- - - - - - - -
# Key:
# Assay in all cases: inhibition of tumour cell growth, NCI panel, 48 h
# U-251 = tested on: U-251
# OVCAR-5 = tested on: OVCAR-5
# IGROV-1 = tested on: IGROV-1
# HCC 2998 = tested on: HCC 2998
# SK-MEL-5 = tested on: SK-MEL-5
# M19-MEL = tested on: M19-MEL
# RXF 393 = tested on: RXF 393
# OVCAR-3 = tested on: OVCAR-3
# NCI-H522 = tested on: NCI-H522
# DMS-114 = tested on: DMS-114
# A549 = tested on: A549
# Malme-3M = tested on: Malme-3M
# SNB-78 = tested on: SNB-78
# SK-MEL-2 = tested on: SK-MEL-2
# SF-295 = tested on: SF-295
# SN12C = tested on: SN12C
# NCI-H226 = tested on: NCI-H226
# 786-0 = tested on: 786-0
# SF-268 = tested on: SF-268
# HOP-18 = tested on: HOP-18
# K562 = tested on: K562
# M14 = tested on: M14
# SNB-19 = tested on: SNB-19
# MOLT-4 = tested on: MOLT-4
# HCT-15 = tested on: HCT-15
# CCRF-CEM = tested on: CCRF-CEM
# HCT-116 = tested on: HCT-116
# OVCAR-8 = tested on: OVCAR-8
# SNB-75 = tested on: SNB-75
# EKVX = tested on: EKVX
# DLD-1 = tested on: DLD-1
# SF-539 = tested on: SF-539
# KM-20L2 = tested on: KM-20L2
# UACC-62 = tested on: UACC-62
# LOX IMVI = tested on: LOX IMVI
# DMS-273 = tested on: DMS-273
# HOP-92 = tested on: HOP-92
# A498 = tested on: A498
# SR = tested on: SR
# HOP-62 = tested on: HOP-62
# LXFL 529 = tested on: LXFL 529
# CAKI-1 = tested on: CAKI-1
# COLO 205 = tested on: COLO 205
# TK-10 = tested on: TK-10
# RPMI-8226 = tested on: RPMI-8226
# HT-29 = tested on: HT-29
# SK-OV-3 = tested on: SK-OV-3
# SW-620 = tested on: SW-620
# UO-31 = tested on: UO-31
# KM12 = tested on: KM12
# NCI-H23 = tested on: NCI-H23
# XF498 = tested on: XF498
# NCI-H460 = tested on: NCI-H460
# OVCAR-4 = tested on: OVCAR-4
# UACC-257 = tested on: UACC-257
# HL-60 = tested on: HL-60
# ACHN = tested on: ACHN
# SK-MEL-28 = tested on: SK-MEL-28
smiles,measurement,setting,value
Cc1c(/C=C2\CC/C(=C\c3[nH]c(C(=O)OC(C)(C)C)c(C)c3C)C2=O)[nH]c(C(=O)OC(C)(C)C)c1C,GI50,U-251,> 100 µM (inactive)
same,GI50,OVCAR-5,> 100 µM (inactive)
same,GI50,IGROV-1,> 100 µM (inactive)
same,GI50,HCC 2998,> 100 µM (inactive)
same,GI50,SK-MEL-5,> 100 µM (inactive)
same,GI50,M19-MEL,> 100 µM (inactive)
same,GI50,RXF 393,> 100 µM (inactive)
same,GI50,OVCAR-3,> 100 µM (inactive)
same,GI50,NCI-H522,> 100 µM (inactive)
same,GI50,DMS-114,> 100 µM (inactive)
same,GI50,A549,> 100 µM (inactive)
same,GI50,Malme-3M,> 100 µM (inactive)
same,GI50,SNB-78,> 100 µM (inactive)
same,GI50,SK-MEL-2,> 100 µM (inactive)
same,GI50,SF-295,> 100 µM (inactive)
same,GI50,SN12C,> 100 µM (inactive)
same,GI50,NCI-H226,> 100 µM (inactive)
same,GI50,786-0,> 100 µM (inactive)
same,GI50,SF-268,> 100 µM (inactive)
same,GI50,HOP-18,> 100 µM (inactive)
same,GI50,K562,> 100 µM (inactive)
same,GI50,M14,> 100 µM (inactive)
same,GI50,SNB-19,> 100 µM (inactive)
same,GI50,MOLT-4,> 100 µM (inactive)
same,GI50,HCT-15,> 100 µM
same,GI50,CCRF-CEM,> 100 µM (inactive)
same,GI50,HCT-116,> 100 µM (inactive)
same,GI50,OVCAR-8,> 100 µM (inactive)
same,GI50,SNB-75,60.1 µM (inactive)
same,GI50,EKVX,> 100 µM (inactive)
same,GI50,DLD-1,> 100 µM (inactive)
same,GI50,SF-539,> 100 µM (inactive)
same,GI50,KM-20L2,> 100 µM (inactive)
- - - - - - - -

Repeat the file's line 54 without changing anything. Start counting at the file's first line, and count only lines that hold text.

# XF498 = tested on: XF498